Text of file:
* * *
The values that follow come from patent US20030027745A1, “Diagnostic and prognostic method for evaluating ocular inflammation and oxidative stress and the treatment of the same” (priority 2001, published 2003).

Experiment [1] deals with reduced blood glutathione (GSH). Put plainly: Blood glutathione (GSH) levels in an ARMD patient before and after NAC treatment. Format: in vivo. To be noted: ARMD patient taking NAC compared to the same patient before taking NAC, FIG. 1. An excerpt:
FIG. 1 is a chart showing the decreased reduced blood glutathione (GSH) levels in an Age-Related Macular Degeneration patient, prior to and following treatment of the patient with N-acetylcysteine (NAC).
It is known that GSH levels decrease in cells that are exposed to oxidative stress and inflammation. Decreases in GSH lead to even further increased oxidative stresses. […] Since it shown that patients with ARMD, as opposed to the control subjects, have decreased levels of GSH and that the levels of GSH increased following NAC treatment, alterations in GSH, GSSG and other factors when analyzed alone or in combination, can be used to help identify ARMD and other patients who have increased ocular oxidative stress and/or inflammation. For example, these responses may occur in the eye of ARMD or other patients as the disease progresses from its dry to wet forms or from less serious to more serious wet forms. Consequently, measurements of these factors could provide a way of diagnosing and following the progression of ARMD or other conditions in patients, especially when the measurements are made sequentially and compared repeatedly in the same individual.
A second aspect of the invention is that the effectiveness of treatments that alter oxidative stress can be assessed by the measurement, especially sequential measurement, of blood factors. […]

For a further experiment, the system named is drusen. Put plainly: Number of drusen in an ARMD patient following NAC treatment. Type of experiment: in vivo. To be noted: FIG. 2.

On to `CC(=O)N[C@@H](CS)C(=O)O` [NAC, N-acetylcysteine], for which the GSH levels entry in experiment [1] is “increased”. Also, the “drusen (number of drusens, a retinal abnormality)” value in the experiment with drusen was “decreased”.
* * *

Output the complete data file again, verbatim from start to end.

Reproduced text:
The values that follow come from patent US20030027745A1, “Diagnostic and prognostic method for evaluating ocular inflammation and oxidative stress and the treatment of the same” (priority 2001, published 2003).

Experiment [1] deals with reduced blood glutathione (GSH). Put plainly: Blood glutathione (GSH) levels in an ARMD patient before and after NAC treatment. Format: in vivo. To be noted: ARMD patient taking NAC compared to the same patient before taking NAC, FIG. 1. An excerpt:
FIG. 1 is a chart showing the decreased reduced blood glutathione (GSH) levels in an Age-Related Macular Degeneration patient, prior to and following treatment of the patient with N-acetylcysteine (NAC).
It is known that GSH levels decrease in cells that are exposed to oxidative stress and inflammation. Decreases in GSH lead to even further increased oxidative stresses. […] Since it shown that patients with ARMD, as opposed to the control subjects, have decreased levels of GSH and that the levels of GSH increased following NAC treatment, alterations in GSH, GSSG and other factors when analyzed alone or in combination, can be used to help identify ARMD and other patients who have increased ocular oxidative stress and/or inflammation. For example, these responses may occur in the eye of ARMD or other patients as the disease progresses from its dry to wet forms or from less serious to more serious wet forms. Consequently, measurements of these factors could provide a way of diagnosing and following the progression of ARMD or other conditions in patients, especially when the measurements are made sequentially and compared repeatedly in the same individual.
A second aspect of the invention is that the effectiveness of treatments that alter oxidative stress can be assessed by the measurement, especially sequential measurement, of blood factors. […]

For a further experiment, the system named is drusen. Put plainly: Number of drusen in an ARMD patient following NAC treatment. Type of experiment: in vivo. To be noted: FIG. 2.

On to `CC(=O)N[C@@H](CS)C(=O)O` [NAC, N-acetylcysteine], for which the GSH levels entry in experiment [1] is “increased”. Also, the “drusen (number of drusens, a retinal abnormality)” value in the experiment with drusen was “decreased”.